# Relation

• Jan 21st 2009, 07:53 PM
javax
Relation
Hello. I need help on determining this relation.
Determine the relation $\displaystyle \rho$ defined with $\displaystyle x\rho y \Leftrightarrow (\exists z)(y=zx)$ for $\displaystyle Z$ numbers
• Jan 21st 2009, 08:06 PM
Jhevon
Quote:

Originally Posted by javax
Hello. I need help on determining this relation.
Determine the relation $\displaystyle \rho$ defined with $\displaystyle x\rho y \Leftrightarrow (\exists z)(y=zx)$ for $\displaystyle Z$ numbers

what do you mean "determine the relation"? isn't it already determined. it is given.

note that, geometrically speaking, the relation describes the set of all straight lines that pass through the origin with integer slope (i suppose you mean $\displaystyle \mathbb{Z}$ when you wrote $\displaystyle Z$).
• Jan 21st 2009, 08:11 PM
javax
Quote:

Originally Posted by Jhevon
what do you mean "determine the relation"? isn't it already determined. it is given.

note that, geometrically speaking, the relation describes the set of all straight lines that pass through the origin with integer slope (i suppose you mean $\displaystyle \mathbb{Z}$ when you wrote $\displaystyle Z$).

Sorry for my english, I haven't had the chance to see these terms in english, I guess. Yes I mean $\displaystyle \mathbb{Z}$
I mean determine if it is equivalence relation or order relation. That's what it is required!

Thanks
• Jan 21st 2009, 08:42 PM
Jhevon
Quote:

Originally Posted by javax
Sorry for my english, I haven't had the chance to see these terms in english, I guess. Yes I mean $\displaystyle \mathbb{Z}$
I mean determine if it is equivalence relation or order relation. That's what it is required!

Thanks

it is not an equivalence relation. it is an (partial) order relation.

can you see why?
• Jan 22nd 2009, 08:29 AM
javax
Quote:

Originally Posted by Jhevon
it is not an equivalence relation. it is an (partial) order relation.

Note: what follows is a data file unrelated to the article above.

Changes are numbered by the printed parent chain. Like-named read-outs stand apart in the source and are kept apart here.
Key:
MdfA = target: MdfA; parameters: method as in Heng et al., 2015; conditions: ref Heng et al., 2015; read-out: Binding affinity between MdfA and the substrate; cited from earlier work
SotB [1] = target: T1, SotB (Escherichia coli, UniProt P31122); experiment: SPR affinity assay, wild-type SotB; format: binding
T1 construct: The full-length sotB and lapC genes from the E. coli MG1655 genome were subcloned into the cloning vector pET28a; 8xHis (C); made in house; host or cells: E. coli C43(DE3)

can you see why?

Nope, I need that prove. C'mon help me (Doh)
• Jan 22nd 2009, 11:14 AM
Jhevon
Quote:

Originally Posted by javax
Nope, I need that prove. C'mon help me (Doh)

here's how to start, what ae the definitions of "equivalence relation" and "(partial) order relations"? how do we know a relation is one of these or not?
• Jan 22nd 2009, 01:47 PM
javax
Quote:

Originally Posted by Jhevon

here's how to start, what ae the definitions of "equivalence relation" and "(partial) order relations"? how do we know a relation is one of these or not?

Here we go:
1. (r) $\displaystyle (\forall a\in A) a\rho a$
2. (s) $\displaystyle (\forall a,b \in A) a\rho b \Rightarrow b\rho a$
3. (t) $\displaystyle (\forall a,b,c \in A) a\rho b \wedge b\rho c \Rightarrow a\rho c$
4. (a)$\displaystyle (\forall a,b\in A)a\rho b \wedge b\rho a \Rightarrow a = b$

The relation that fulfills conditions 1, 2 & 3 is called equivalence relation. Relation that fulfills 1, 3 & 4 is called a partial order relation. That's what I know :)
• Jan 22nd 2009, 01:51 PM
Jhevon
Quote:

Originally Posted by javax
Here we go:
1. (r) $\displaystyle (\forall a\in A) a\rho a$
2. (s) $\displaystyle (\forall a,b \in A) a\rho b \Rightarrow b\rho a$
3. (t) $\displaystyle (\forall a,b,c \in A) a\rho b \wedge b\rho c \Rightarrow a\rho c$
4. (a)$\displaystyle (\forall a,b\in A)a\rho b \wedge b\rho a \Rightarrow a = b$

The relation that fulfills conditions 1, 2 & 3 is called equivalence relation. Relation that fulfills 1, 2 & 4 is called a partial order relation. That's what I know :)

actually, 1, 3 & 4 makes a partial order relation.

ok, so check if it is an equivalence relation:

(1) does x relate to itself? can you find and integer such that x = zx?
(2) do we have symmetry. if we can find and integer z so that y = zx, will we always be able to find an integer n so that x = ny?